There were some rewards:

The Gold Medal of the Royal National Lifeboat Institution, the highest honour the Instituate could award, was presented to Coxswain Thomas Langlands, Coxswain Robert Smith and Captain H.E. Burton, R.E.

The Silver Medal, the R.N.L.I’s second highest honour, was bestowed on Second Coxswain Richard Eglon, Second Coxswain James Brownlee, Lieutenant Brazil Hall, R.N. and George Peart, who also received £10.

Lloyd’s Agent, Captain John Milburn, received a letter of thanks and a pair of binoculars.

Whitby Police received £10 from the R.N.L.I. and £25 from the owners of the Rohilla.

The crews of the lifeboats, John Fielden and Henry Vernon got extra payments ranging from £1 to £2 – 12s – 6d.

Various other people got letters of thanks.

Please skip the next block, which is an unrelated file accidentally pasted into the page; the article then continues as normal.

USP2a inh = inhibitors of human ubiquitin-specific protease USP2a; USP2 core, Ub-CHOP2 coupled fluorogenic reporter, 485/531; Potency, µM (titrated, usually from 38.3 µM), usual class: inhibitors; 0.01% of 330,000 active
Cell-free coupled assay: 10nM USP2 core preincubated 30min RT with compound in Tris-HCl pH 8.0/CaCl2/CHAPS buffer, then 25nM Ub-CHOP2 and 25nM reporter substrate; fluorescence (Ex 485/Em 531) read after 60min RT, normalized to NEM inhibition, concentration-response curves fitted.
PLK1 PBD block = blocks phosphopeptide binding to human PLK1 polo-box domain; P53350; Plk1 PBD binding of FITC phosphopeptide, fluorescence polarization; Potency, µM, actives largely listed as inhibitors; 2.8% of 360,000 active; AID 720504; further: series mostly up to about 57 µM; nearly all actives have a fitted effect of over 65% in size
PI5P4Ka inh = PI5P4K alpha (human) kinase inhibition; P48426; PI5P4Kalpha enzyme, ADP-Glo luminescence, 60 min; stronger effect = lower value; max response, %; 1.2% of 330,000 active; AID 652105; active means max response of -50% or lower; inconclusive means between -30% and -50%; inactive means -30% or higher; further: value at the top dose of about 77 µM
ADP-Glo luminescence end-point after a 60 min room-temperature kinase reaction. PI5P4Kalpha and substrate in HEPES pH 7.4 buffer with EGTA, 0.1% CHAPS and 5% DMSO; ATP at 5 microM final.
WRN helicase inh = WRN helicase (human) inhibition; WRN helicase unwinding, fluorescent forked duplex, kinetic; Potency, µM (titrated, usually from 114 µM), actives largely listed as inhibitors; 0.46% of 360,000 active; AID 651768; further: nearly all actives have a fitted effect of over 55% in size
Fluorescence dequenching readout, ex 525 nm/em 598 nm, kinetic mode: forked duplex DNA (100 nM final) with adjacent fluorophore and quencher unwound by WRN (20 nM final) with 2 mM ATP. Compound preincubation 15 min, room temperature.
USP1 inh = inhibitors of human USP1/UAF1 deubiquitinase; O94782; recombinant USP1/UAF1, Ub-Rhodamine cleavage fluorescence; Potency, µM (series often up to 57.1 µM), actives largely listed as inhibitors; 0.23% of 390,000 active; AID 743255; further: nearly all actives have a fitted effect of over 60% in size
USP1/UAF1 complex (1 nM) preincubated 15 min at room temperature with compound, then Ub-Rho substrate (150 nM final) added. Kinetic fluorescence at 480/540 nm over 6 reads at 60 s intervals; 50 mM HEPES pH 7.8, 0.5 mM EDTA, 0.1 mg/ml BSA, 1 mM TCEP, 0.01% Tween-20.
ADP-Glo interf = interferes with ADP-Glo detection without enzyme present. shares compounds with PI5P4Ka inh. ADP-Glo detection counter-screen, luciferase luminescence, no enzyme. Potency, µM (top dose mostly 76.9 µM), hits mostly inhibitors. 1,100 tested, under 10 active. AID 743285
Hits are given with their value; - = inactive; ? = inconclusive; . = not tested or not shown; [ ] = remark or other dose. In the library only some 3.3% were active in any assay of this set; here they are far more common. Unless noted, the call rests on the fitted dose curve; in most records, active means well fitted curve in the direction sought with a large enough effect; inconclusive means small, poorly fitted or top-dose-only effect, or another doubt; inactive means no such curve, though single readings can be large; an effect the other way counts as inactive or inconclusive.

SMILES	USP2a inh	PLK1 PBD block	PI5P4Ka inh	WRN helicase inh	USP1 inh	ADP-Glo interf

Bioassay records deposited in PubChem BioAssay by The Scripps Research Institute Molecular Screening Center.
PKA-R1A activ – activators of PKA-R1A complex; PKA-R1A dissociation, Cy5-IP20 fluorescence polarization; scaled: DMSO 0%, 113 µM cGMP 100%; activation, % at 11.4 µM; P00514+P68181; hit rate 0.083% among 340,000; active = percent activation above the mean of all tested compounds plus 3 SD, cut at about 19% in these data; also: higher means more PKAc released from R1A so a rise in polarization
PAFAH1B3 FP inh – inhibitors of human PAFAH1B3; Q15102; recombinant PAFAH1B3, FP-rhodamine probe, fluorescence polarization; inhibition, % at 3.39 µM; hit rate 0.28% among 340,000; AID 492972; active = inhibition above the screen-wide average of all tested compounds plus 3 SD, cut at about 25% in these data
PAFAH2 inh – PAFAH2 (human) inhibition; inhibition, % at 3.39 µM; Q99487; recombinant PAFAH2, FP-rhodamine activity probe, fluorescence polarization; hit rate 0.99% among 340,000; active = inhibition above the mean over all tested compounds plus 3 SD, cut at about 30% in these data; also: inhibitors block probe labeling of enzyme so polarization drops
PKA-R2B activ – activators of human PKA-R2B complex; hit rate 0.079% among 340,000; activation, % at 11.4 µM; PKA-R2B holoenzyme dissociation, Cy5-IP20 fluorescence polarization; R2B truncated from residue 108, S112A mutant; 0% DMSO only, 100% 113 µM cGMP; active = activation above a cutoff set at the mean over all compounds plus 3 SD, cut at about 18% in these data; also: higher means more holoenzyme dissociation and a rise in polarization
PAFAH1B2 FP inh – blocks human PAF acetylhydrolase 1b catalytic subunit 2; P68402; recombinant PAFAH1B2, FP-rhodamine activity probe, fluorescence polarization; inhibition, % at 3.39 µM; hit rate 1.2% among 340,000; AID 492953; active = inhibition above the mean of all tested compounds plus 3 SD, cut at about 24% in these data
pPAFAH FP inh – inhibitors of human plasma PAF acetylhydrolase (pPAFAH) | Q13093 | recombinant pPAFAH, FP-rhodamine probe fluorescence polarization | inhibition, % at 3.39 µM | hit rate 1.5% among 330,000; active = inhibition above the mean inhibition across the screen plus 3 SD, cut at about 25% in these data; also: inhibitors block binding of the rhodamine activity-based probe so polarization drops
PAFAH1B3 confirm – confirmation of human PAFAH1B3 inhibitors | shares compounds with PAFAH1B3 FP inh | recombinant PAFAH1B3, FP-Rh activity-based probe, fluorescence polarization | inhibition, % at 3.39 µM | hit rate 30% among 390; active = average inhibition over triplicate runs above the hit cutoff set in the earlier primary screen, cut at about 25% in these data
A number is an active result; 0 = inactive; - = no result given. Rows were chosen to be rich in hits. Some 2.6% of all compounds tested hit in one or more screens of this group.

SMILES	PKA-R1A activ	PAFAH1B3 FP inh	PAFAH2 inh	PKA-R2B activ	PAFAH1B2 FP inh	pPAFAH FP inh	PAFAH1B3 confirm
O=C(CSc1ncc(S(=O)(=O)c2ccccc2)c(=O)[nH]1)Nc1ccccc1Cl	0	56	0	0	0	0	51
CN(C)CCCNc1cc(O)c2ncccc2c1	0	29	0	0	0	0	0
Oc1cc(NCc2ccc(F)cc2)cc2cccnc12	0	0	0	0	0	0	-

Honorary Secretary and Sergeant C.H. Hood ruefully recorded in the occurrence book: “Whitby St. John’s Ambulance Brigade who did the work have officially receive nothing . . . such as life!”.

Captain David Landles Neilson was awarded the Bronze Medal for the Royal Society for the Prevention of Cruelty to Animals . . . for saving the ship’s cat.

Coxswain Robert Smith became one of the most famous lifeboat skippers in the country. He died on 30, October, 1927, thirteen years after the Rohilla was wrecked.

Captain Burton won many more medals and in World War II was one of the first recipients of the George Cross.

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Copyright © Ken Wilson 1981